Title: Prodigals in Paradise
Author: Henry Akubuiro
Publisher: Lasmedia Press, Lagos
Reviewer: Nurudeen ARIBISALA
Lagos, an Eldorado of sort for some, and a stress-filled abode for others, is the kind of place that can make an individual who has lived a life that spans more than 40 years to still marvel at some happenings he had lived to witness in it.
Prodigals in Paradise by Henry Akubuiro, a novel divided into three parts, can be affirmed to have entered the canon of Lagos literature- worthy narratives about the experiences and escapades in Lagos- joining the leagues of the likes of Maik Nwosu’s Invisible Chapters, Teju Cole’s Everyday is For the Thief (reviewed here) and El-Nukoya’s Baron of Broad Street, among others.
“Paradise” is the name of an uncompleted building in the novel whose ownership is not claimed till the end of the novel. The prodigals are the occupants, with different coterie of characteristics, a bunch of funny and damning characters who hail from different parts of the country, surviving with several unimaginable jobs to make ends meet. The tenants in Paradise dwell together without paying a dime to anyone. The house, which reeks of all sorts of absurdities and incestuous act, is thus named Paradise. To some extent, I would love to think of Paradise as an imaginary extension of Lagos, a tiny piece of land thrown off the sea, inhabiting people from different cultural backgrounds, education and ethnicity. Without any law to bind them communally, each occupant of Paradise becomes a law unto himself (and herself). To survive, one must adopt the “Man must wack or man must survive” mantra, which has become an anthem stuck in the mouth of its residents.
Using the third person narrative, Akubuiro opens the first part of the novel with the baptism of Nicodemus into the realities of Lagos, through his first contact a with commercial bus (known as Danfo) and finally until he gets into Paradise, in search of his brother, Job, pending the time he would get his dream job.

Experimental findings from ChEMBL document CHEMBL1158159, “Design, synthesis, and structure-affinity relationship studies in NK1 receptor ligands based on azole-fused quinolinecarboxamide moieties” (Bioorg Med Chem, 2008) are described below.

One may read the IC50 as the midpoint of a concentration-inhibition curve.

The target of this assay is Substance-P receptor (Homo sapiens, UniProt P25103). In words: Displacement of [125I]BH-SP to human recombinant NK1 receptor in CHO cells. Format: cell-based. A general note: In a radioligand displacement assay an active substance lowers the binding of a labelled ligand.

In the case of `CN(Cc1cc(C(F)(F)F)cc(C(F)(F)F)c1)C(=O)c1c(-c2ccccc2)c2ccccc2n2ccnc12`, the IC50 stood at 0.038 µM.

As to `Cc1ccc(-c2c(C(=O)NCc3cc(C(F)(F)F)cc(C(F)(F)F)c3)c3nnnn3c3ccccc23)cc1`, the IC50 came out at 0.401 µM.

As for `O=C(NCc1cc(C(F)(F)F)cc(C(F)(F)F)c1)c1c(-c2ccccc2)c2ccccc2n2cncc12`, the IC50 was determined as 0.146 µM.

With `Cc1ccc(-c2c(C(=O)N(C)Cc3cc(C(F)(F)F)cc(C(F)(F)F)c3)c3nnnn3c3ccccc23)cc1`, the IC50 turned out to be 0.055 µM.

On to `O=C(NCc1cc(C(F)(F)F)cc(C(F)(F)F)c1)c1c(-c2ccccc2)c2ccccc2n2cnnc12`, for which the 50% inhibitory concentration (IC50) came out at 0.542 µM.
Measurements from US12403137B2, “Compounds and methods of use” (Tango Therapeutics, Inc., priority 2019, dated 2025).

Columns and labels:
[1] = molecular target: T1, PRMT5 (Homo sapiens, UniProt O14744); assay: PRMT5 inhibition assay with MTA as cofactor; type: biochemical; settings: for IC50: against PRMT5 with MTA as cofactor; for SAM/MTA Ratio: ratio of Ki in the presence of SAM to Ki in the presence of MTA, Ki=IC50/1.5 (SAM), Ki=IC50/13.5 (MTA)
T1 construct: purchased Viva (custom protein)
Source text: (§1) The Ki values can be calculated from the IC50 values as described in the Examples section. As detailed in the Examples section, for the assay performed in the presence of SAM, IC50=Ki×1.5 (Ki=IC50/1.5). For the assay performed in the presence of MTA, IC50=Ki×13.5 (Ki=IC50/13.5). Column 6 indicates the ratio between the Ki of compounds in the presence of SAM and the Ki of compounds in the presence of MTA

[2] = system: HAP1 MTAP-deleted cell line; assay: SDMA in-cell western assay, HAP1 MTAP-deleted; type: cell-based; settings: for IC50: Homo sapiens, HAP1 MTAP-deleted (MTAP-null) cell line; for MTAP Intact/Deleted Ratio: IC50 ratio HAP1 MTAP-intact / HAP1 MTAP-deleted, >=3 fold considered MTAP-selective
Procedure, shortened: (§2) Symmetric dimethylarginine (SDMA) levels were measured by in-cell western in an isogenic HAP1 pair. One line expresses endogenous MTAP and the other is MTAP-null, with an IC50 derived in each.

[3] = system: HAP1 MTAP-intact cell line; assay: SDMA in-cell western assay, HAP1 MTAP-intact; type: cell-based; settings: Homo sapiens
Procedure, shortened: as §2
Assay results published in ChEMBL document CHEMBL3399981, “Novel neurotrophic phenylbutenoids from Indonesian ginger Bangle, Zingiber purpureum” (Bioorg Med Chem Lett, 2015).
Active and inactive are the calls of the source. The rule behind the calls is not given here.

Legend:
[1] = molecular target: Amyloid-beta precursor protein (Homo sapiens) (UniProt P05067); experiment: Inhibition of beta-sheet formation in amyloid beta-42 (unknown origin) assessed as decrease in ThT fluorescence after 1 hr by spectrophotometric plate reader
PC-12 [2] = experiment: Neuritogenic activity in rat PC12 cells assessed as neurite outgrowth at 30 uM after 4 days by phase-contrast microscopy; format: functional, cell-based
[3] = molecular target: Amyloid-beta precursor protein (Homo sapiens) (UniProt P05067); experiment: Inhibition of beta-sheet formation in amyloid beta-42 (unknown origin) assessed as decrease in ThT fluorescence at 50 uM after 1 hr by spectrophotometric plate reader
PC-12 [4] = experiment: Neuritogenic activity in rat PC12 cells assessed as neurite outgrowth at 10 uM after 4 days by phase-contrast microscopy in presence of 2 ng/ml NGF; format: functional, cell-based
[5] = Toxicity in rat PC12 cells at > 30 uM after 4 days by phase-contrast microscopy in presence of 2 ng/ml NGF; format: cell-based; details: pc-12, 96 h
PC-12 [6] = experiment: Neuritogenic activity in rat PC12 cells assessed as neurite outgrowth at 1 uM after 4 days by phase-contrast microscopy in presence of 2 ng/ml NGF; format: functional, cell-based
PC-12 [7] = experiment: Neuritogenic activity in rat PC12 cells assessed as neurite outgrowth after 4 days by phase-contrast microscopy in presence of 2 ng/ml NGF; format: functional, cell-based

The novel also exposes the antics Job and his erstwhile roommate (who later drowned) went through to eke out a living from the hardships of Lagos. It is through the exposure of their antics that the reader is exposed to the lies and falsity in able-bodied people pretending to be incapacitated and resulting to begging, using various forms, manners and approach to swindle unsuspecting people of their hard-earned money.
Book two does a vivid exposition of the poverty encountered by many in Lagos, a poverty which accommodates the larger percentage of people and the ordeal they go through in the hands of policemen, miscreants and other undesirable elements. One cannot forget in a hurry the example of the man who pretends to be a ghost for the lack of fare in the bus. The pendulum of want swings to Nicodemus, a graduate, is one of the many occupants of Paradise who result to different unskilled labour in order to survive the dark realities of Lagos life.
The last part of the novel is an exposé on religious shenanigans as revealed through the character of Job, who engaged in unimaginable and abracadabra acts to swindle people and win their hearts, using religion as the bait. Job later meets his Waterloo, Nicodemus became a hero, and the tenants of Paradise are sent packing.
In my opinion, despite the humour and entertainment prevalent in the novel, it is evident from one or two instances that the work is the debut of the writer. There is also a mishandling of the personal pronoun ‘he’ and ‘she’; using ‘he’ where ‘she’ is appropriate and vice-versa. This can be excused as an editorial error from the publisher, even though, unfortunately, the error of the publisher is also that of the writer. Also, there are instances of open spaces not filled up; some events are left hanging without having an invigorating conclusion. Apart from these two instances, the novel is a wonderful read, a thrilling “how to write a novel about Lagos.”
The novel can be said to posit the different strands of contemporary Lagos stories that often come to fore from rumour mill, individuals and newspapers. Without much ado the author put his journalistic profession to use- joining the likes of Gabriel Garcia Marques in this, weaving stories from their journalist experience. In a nutshell, it vividly captures the many absurdities Lagos is known for.
This is a recommendable book for those who seek humour to get away from the hustle of making a living, especially in Lagos. Anyone who wishes to reread the antics of delinquency of the duo of Huckleberry Finn and Tom Sawyer conjoined need no search further because the character of Junior, Keziah’s- the prostitute and nymphomaniac- son is a good replacement. So, rather than paying exorbitantly for stand-up comedian, a copy of The Prodigals in Paradise would transport one forth and back to the world of laughter.
A versatile and compulsive reader who aspires the triumvirate: critic, columnist and professor of African literature- in- English.